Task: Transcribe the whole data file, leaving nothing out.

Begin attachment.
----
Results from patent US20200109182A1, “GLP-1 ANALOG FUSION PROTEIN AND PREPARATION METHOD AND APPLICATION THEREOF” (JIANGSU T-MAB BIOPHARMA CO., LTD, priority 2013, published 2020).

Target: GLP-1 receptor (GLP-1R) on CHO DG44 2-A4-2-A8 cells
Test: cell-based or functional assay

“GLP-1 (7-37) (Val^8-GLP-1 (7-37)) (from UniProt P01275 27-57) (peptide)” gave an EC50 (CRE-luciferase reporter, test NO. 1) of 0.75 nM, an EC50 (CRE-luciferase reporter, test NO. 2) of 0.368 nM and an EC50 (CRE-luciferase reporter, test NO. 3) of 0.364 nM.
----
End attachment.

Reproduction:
Results from patent US20200109182A1, “GLP-1 ANALOG FUSION PROTEIN AND PREPARATION METHOD AND APPLICATION THEREOF” (JIANGSU T-MAB BIOPHARMA CO., LTD, priority 2013, published 2020).

Target: GLP-1 receptor (GLP-1R) on CHO DG44 2-A4-2-A8 cells
Test: cell-based or functional assay

“GLP-1 (7-37) (Val^8-GLP-1 (7-37)) (from UniProt P01275 27-57) (peptide)” gave an EC50 (CRE-luciferase reporter, test NO. 1) of 0.75 nM, an EC50 (CRE-luciferase reporter, test NO. 2) of 0.368 nM and an EC50 (CRE-luciferase reporter, test NO. 3) of 0.364 nM.